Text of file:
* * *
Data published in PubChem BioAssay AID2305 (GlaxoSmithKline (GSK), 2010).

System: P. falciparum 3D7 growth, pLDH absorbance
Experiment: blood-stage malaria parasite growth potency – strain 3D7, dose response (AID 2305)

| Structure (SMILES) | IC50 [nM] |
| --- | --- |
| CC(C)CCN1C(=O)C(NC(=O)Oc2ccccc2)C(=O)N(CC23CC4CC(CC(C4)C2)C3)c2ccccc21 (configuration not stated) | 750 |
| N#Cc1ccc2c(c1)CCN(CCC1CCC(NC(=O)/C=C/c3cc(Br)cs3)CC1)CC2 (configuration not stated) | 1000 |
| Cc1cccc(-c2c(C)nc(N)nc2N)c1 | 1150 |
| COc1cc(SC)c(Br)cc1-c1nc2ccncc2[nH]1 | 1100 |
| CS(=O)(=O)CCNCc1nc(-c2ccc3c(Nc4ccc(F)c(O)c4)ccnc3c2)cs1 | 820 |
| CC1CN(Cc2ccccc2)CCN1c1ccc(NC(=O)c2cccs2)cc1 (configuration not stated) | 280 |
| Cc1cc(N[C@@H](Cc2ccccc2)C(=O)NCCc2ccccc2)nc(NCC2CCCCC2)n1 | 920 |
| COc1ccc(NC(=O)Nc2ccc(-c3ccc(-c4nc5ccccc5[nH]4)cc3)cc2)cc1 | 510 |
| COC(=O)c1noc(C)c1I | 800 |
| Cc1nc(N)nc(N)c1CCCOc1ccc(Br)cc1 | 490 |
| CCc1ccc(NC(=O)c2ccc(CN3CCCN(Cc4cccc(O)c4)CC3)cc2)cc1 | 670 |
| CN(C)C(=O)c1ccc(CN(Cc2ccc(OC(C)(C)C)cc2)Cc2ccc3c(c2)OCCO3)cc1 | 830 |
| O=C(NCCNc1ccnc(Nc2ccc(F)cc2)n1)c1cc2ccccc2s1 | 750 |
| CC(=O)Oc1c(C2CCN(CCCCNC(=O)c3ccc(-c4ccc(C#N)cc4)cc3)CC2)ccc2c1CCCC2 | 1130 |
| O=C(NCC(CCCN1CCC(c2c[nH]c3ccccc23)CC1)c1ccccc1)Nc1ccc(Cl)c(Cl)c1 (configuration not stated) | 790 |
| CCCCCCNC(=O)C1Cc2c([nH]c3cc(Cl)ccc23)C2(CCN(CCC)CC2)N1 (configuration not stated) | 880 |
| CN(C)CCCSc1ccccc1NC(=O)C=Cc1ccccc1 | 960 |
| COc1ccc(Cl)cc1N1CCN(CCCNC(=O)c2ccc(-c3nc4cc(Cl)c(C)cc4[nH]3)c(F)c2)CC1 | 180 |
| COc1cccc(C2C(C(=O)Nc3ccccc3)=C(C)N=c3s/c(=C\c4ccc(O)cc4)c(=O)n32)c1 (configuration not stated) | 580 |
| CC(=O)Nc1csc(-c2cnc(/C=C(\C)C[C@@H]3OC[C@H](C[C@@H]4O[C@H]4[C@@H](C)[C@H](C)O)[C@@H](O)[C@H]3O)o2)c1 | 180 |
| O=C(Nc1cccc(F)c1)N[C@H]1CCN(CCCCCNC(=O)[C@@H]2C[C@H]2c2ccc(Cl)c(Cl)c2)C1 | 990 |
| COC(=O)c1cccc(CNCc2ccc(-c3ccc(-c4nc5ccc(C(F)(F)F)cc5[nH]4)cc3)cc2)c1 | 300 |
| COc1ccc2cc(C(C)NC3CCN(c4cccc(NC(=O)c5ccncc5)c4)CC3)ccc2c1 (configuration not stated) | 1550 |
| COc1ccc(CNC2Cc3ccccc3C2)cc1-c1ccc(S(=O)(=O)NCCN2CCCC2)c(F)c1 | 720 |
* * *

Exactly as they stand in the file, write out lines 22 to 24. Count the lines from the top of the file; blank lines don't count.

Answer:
| CN(C)CCCSc1ccccc1NC(=O)C=Cc1ccccc1 | 960 |
| COc1ccc(Cl)cc1N1CCN(CCCNC(=O)c2ccc(-c3nc4cc(Cl)c(C)cc4[nH]3)c(F)c2)CC1 | 180 |
| COc1cccc(C2C(C(=O)Nc3ccccc3)=C(C)N=c3s/c(=C\c4ccc(O)cc4)c(=O)n32)c1 (configuration not stated) | 580 |